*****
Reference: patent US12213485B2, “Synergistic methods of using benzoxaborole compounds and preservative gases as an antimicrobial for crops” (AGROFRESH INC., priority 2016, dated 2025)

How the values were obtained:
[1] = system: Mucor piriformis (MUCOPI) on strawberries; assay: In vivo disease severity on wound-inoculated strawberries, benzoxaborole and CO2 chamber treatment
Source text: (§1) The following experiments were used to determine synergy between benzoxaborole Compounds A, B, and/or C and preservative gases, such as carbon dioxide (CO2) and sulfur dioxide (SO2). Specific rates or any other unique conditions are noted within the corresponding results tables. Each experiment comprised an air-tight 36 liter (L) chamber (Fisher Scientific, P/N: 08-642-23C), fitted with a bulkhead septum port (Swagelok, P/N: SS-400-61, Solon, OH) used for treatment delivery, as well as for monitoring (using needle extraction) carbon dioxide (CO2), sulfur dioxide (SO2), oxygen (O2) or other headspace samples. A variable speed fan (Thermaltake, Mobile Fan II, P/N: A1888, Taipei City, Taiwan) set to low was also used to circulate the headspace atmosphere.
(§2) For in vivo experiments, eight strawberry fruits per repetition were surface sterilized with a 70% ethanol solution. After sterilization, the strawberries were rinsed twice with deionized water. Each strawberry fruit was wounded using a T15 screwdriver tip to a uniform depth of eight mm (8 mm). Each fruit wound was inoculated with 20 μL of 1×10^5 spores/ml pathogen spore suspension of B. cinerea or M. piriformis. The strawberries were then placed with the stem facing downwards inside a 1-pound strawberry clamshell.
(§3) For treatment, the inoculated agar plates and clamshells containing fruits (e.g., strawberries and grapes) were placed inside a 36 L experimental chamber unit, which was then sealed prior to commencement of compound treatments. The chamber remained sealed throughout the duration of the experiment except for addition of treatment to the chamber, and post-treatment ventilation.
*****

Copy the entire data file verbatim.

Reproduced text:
Reference: patent US12213485B2, “Synergistic methods of using benzoxaborole compounds and preservative gases as an antimicrobial for crops” (AGROFRESH INC., priority 2016, dated 2025)

How the values were obtained:
[1] = system: Mucor piriformis (MUCOPI) on strawberries; assay: In vivo disease severity on wound-inoculated strawberries, benzoxaborole and CO2 chamber treatment
Source text: (§1) The following experiments were used to determine synergy between benzoxaborole Compounds A, B, and/or C and preservative gases, such as carbon dioxide (CO2) and sulfur dioxide (SO2). Specific rates or any other unique conditions are noted within the corresponding results tables. Each experiment comprised an air-tight 36 liter (L) chamber (Fisher Scientific, P/N: 08-642-23C), fitted with a bulkhead septum port (Swagelok, P/N: SS-400-61, Solon, OH) used for treatment delivery, as well as for monitoring (using needle extraction) carbon dioxide (CO2), sulfur dioxide (SO2), oxygen (O2) or other headspace samples. A variable speed fan (Thermaltake, Mobile Fan II, P/N: A1888, Taipei City, Taiwan) set to low was also used to circulate the headspace atmosphere.
(§2) For in vivo experiments, eight strawberry fruits per repetition were surface sterilized with a 70% ethanol solution. After sterilization, the strawberries were rinsed twice with deionized water. Each strawberry fruit was wounded using a T15 screwdriver tip to a uniform depth of eight mm (8 mm). Each fruit wound was inoculated with 20 μL of 1×10^5 spores/ml pathogen spore suspension of B. cinerea or M. piriformis. The strawberries were then placed with the stem facing downwards inside a 1-pound strawberry clamshell.
(§3) For treatment, the inoculated agar plates and clamshells containing fruits (e.g., strawberries and grapes) were placed inside a 36 L experimental chamber unit, which was then sealed prior to commencement of compound treatments. The chamber remained sealed throughout the duration of the experiment except for addition of treatment to the chamber, and post-treatment ventilation.